February 2018 Newsletter

Minutes of the EU User group meeting of 23rd February 2018

Item 1 – documentation

  • The main point of today’s meeting was to identify the most vulnerable groups and how to ensure that they are given every ability to apply for settled or pre-settled status.
  • Vulnerable groups were identified as those who have been living in the UK with no records or with gaps in records.  This may include the elderly, stay at home parents, those who have been working unlawfully and without paying tax, the homeless and those with no fixed abode.
  • The Home Office have prepared a list of documents which they think may be appropriate, but welcomed comments and possible further additions, again with focus on the groups above.  It’s clear that the system is being designed without consideration for ‘treaty rights’ and is based purely on residence. The have an explicit target of catching everyone, with no one who is resident on the cut off date slipping through the gaps.
  • Their theory is that for most they will only require one item of evidence per year of residence.
  • The key point was reiterated, that everyone who applies on the cut off date will get either settled or pre-settled status. (with the criminality caveat).If they at first get pre-settled status but have been resident for 5 years they will be able to apply at a later date for settled status if they obtain further evidence.  If they are on the pre-settled they will be able to build up the five years and then apply for settled status.
  • The only difference between the two statuses is the ability to leave the UK for up to five years for settled status without losing that status.  Those with pre-settled status would lose their right of return if they leave for more than six months.
  • There was a discussion on whether, with permissions, the Home Office could get information from credit reference agencies, as well as how much evidence and information the Home Office is willing to process.  The agreement was that they don’t want people just sending in random things but that they want to talk people through this when they don’t fit the ‘norm’.
  • There was confirmation that periods of time in prison over 6 months would break residence but that applicants would be able to apply for pre-settled status on release (with the caveat on the criminality clause).
  • The HO confirmed that they would not refuse an applicant whose evidence includes periods of working unlawfully, ie not paying tax. The Home Office want to assist with better ways to help people get on record to allow them to register.
  • The discussion about ‘backdating’ settled status for citizenship purposes is ongoing and the Home Office are aware of the issue and actively looking at it.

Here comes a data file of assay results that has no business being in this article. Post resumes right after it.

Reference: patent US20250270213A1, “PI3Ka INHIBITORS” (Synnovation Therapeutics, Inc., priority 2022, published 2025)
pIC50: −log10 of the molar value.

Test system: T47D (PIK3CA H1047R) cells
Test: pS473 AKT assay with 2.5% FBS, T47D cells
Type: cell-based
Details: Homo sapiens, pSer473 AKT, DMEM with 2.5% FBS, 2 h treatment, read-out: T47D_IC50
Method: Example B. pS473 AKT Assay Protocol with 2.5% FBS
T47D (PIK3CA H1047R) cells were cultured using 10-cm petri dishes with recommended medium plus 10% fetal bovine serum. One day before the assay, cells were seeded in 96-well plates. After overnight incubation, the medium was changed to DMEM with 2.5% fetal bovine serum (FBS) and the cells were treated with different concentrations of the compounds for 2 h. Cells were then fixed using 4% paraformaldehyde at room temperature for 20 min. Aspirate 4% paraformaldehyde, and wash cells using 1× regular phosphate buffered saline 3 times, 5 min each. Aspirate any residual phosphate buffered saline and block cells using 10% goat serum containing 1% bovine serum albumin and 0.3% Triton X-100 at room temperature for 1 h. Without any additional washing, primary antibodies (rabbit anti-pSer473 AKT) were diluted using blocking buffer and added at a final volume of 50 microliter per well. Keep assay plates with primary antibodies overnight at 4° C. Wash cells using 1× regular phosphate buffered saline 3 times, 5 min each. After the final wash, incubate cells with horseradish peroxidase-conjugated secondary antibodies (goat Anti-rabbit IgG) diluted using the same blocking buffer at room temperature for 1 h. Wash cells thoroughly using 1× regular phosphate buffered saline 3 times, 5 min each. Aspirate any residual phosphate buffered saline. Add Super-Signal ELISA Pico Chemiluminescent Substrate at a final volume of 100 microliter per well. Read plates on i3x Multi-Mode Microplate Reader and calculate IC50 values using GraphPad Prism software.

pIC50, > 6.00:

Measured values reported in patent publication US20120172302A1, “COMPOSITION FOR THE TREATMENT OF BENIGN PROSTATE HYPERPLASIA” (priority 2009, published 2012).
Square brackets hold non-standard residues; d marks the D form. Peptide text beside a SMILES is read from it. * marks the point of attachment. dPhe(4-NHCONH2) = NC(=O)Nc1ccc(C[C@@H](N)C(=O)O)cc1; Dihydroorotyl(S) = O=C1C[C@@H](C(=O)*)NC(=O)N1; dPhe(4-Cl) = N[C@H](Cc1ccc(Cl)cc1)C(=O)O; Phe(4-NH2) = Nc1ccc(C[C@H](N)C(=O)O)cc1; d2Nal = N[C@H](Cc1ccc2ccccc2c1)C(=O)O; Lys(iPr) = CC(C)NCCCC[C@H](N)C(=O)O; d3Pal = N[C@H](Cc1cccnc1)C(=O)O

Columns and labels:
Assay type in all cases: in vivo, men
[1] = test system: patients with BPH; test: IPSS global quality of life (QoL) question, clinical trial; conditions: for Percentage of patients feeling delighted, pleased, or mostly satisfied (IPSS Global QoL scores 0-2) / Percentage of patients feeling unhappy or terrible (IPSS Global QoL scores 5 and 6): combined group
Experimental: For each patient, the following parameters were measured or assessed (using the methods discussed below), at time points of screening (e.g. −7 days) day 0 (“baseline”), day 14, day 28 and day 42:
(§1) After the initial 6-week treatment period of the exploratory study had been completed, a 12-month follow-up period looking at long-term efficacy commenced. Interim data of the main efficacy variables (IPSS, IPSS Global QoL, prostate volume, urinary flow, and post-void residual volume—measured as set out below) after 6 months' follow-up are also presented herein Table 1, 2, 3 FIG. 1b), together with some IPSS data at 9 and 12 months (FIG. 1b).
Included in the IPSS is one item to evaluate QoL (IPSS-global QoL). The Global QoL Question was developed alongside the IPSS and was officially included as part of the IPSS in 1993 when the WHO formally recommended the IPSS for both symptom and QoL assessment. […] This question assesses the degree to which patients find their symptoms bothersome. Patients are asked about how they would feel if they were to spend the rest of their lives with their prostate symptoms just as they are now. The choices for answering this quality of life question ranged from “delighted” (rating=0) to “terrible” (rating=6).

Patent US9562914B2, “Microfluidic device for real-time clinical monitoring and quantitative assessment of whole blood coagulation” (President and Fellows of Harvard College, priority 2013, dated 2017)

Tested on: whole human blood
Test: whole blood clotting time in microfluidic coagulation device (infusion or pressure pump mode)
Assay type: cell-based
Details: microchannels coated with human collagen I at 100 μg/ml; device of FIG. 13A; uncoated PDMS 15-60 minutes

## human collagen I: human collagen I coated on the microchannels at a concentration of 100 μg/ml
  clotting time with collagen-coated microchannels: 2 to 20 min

• There have been meetings with the OISC about how to best allow community groups to assist with applications.  These meetings are going well and it is hoped that someone from the OISC will attend the next meeting.

Item 2 – Comms

  • The proposals need to be signed off at the next European Council meeting on 22nd March 2018.  They are still looking at an Autumn launch for the registration scheme.
  • Intermediaries will be crucial, they are working on building relationships with community groups, local authorities and employers.  The European Commission will be producing information videos for EU nationals in the UK.
  • As far as the HO are concerned, all EU nationals in the UK are covered by the withdrawal agreement, which seems a firm commitment that their use of the term ‘lawful resident’ in the WA does not mean ‘those exercising treaty rights’, it means all those who are resident.
  • Dual nationals are explicitly covered in the WA, which means that those who have naturalised as British following gaining PR through exercising treaty rights will still have the rights of family reunion as recognised in ‘Lounes’, though they, of course, will not have to register themselves (as Irish nationals won’t have to).
  • Clear guidance will be set out for employers and landlords to ensure that no one is discriminated against.
  • The next meetings will be focusing on the ability of community groups to assist with applications, in conjunction with the  OISC as above, and the criminality issue.

UKCEN asked the admin of the User Group about when we are going to see it written in black and white that settled status does not only apply to those who are exercising treaty rights. This is her reply:

Thank you for your message. We intend to cover and confirm the question of residence vs legitimate activity at a future meeting – we realise it is a big question and that the answer will need to be fully communicated as soon as possible to allay fears. Meanwhile, you might wish to note what the Minister said during a hearing of the European Scrutiny Committee last Wednesday: http://data.parliament.uk/…/e…/eu-withdrawal/oral/79097.html

The key paragraph from this:

Anybody who can demonstrate residency for five years will certainly find it an easy process to get through. We are not going to apply any tests about whether they have been working and exercising their treaty rights; it literally is just if they can demonstrate residency.

 

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